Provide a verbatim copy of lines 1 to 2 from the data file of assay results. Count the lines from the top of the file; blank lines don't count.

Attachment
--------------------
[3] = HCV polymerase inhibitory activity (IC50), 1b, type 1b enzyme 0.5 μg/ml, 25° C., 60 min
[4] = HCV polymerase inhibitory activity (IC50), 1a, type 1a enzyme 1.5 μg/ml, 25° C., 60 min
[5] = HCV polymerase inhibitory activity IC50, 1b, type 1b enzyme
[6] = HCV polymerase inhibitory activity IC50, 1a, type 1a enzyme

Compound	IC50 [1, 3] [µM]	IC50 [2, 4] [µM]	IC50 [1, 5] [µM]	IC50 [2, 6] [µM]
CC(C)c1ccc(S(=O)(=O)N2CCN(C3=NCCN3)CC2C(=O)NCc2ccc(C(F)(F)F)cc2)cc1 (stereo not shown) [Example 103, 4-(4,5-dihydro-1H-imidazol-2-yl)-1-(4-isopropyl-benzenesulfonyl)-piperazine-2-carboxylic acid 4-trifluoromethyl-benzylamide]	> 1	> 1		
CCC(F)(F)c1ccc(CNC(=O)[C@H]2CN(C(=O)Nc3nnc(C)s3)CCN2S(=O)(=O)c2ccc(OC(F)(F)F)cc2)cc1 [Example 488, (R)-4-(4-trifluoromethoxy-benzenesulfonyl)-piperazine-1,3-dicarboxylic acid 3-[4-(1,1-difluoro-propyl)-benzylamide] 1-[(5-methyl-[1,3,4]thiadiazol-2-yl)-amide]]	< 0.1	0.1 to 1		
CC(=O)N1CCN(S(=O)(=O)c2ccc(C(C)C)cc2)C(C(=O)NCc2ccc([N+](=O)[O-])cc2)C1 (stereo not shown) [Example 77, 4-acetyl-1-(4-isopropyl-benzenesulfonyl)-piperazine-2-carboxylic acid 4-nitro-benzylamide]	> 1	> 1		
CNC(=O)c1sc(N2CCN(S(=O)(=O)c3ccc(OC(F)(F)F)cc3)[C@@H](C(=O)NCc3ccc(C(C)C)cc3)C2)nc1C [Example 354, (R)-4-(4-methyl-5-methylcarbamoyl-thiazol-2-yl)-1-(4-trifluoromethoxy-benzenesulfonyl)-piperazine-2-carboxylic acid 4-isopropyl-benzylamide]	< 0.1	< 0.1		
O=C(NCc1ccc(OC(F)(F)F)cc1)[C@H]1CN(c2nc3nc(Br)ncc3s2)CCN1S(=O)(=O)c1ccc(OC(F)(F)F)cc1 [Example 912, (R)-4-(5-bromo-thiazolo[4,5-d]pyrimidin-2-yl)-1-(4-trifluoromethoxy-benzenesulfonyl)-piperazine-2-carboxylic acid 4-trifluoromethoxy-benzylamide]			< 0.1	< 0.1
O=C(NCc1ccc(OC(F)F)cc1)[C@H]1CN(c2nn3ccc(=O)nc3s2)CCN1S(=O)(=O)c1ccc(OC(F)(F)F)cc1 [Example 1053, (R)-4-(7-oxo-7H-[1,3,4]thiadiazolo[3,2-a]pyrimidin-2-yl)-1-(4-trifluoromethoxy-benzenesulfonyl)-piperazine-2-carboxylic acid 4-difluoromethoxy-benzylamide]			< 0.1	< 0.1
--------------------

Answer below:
[3] = HCV polymerase inhibitory activity (IC50), 1b, type 1b enzyme 0.5 μg/ml, 25° C., 60 min
[4] = HCV polymerase inhibitory activity (IC50), 1a, type 1a enzyme 1.5 μg/ml, 25° C., 60 min